The Thursday Styles section of the New York Times last week contained a big bloomingarticle on the fashion trend known as “normcore,” which the article helpfully defined in the following way:
A fashion movement, c. 2014, in which scruffy young urbanites swear off the tired street-style clichés of the last decade — skinny jeans, wallet chains, flannel shirts — in favor of a less-ironic (but still pretty ironic) embrace of bland, suburban anti-fashion attire. (See Jeans, mom. Sneakers, white.)
Accompanying the article were a lot of photos of my clothes. Specifically, there were Nike sneakers, cargo shorts, t-shirts, a hoodie from a random college, Champion sweatpants … Well, hello, old friends!
The article explained that normcore is the result of a formative mass of “the downtown/Brooklyn creative crowd” growing weary of differentiating themselves via ever-intensifying quirkiness. How large can a handlebar mustache grow before it simply gets in the way of normal bodily processes? How many different kinds of baby vegetables can one home-pickle before realizing they all basically taste the same? How many artisanal breweries can the world support? So instead of painstakingly carving out individualized identities, those in said “creative crowd” are now throwing themselves wholeheartedly into one big collective whole — or, as New York magazine’s The Cut described it in a headline, “Normcore: Fashion for Those Who Realize They’re One in 7 Billion.”
Silly New York fashion scene. It’s not a widespread sociological trend. These people are simply becoming moms and dads.
There was a time when I differentiated myself via fashion — when I cultivated an individual sense of style and even wore high heels. Then I had a child. And all my fashion longings and requirements instantly dwindled down to one overriding concern: Does it have pockets? Because if it didn’t have pockets, there wasn’t any place to keep a spare binkie. And if there wasn’t anyplace to keep the spare binkie, my baby was going to drop hers right out of her mouth into a pile of dog shit some asshole left on the sidewalk and proceed to scream bloody murder when I refused to lick it clean and didn’t have a spare.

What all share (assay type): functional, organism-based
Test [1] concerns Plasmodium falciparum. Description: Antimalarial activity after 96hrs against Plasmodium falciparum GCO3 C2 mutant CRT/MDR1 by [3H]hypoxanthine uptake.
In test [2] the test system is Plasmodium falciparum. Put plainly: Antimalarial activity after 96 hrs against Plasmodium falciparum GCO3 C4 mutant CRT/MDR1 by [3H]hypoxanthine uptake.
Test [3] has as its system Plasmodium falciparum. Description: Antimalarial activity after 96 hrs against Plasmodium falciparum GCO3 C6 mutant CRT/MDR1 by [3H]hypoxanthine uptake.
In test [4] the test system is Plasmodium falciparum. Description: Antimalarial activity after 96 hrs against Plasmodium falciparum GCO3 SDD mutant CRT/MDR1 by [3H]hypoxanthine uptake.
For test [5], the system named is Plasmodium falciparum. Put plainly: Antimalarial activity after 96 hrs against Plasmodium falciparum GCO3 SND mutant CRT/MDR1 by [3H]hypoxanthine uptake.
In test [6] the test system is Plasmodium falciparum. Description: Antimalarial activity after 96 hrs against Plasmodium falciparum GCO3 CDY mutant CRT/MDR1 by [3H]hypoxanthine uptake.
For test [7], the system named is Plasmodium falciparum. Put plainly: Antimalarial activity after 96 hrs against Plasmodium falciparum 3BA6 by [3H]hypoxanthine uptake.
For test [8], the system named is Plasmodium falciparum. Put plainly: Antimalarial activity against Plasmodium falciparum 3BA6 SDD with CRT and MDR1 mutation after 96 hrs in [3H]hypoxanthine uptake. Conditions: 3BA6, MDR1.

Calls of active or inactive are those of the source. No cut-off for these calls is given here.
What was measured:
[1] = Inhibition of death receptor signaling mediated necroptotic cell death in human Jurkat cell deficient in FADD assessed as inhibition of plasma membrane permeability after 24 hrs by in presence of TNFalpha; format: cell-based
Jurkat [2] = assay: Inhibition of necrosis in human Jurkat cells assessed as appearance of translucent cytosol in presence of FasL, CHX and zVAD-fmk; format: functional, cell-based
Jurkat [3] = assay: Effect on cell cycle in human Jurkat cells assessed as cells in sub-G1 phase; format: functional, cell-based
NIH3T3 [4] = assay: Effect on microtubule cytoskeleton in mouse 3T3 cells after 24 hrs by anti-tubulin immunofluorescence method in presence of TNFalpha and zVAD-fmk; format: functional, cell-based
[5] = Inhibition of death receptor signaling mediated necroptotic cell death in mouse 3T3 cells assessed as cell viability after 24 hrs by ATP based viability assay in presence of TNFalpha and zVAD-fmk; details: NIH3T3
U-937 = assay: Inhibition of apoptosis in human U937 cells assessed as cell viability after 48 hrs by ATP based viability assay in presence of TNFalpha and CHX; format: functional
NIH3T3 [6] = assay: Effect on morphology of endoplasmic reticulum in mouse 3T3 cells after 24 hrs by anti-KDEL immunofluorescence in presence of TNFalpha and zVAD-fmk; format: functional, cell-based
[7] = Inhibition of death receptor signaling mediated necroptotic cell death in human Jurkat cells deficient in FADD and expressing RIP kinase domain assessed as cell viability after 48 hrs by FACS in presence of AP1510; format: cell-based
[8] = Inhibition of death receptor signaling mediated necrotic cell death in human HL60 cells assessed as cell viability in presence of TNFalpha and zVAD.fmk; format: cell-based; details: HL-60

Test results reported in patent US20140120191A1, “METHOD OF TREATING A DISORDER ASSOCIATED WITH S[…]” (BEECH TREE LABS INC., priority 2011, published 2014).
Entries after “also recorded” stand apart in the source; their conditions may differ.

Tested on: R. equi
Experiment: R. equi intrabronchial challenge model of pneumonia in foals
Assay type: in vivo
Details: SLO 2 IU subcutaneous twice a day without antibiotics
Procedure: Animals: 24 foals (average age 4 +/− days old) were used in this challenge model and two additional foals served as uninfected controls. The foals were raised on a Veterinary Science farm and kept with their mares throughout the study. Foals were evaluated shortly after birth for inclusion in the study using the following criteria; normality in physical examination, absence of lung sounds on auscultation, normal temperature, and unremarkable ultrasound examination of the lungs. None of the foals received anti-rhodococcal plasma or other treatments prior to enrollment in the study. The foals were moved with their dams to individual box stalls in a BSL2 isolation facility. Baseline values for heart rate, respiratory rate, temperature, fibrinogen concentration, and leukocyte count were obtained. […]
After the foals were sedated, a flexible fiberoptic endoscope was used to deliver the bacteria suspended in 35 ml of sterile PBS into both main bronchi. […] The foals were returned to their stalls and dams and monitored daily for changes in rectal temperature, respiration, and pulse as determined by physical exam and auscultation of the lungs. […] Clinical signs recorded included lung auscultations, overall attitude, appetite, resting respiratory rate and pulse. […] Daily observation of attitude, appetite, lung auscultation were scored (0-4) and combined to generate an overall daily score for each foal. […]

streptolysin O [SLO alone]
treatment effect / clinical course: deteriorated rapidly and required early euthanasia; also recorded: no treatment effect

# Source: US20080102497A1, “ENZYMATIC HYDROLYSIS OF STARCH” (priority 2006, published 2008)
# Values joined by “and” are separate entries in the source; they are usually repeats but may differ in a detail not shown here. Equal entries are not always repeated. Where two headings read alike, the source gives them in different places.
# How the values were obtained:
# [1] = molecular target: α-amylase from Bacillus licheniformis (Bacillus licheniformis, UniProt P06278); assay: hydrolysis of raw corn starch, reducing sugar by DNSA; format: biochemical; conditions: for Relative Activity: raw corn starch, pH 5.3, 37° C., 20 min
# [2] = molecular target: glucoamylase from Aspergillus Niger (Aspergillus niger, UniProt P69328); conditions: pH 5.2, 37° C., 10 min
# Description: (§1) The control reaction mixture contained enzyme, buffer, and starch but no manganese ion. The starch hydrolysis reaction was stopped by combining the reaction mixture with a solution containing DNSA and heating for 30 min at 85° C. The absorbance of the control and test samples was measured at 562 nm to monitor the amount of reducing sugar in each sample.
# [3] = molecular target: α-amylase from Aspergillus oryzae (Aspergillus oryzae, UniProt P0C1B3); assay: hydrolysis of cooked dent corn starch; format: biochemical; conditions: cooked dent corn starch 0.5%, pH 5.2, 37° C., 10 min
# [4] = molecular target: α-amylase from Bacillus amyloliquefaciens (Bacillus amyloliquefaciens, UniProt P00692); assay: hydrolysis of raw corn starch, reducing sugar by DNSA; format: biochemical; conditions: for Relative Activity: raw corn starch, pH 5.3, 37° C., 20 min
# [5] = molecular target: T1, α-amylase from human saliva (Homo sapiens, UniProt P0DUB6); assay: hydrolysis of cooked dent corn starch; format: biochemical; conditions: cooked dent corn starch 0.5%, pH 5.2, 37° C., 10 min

Children do grow out of binkies, at least theoretically. So at some point, I could have returned to my normal wardrobe. But just about the time the binkies were retired, my kids got really, really fast. I couldn’t keep up with them in heels and pencil skirts, so I took up sweatpants. And not the $145 Armani fleece jogging pants the Times piece coldly dismissed as “fauxcore,” but the $36.50 Champion version, because they were going to get barfed on and crawled across and ripped, and if I was going to spend big money on clothes, it was going to be on clothes for my offspring, a.k.a. the most adorable children that have ever lived.
Let Elle.com deride normcore as “dressing like an uncool dad”; even as she scorned the trend, writer Lauren Sherman had to admit: These clothes are comfortable. And when your child keeps you up all night sitting in the bathroom with the hot water in the shower running because she’s got croup and she’s barking like a seal, dammit, you deserve comfortable clothes. Even highbrow couturiers have been forced to bow to this realization; last month, Karl Lagerfeld staged Chanel’s Paris Fashion Week show in a supermarket, which is where parents spend all their leisure time.
Let greater minds than mine rhapsodize about how normcore is a sociological statement — a means of “absolving oneself from fashion.” Let GQ sneer at President Obama’s normcore jeans. This isn’t politics, people; he’s got kids! As Fiona Duncan opined in New York, normcore is “a look designed to play well with others.” Play being the operative word.
Sure, kids grow up and move out. But those Champion sweatpants last practically forever. And the drawstring waistbands forgive a lot of middle-aged pudge. It’s hard to give up mom-clothes once you’ve tried them. Welcome to my world, New York City hipsters. I think you’re gonna like it here.
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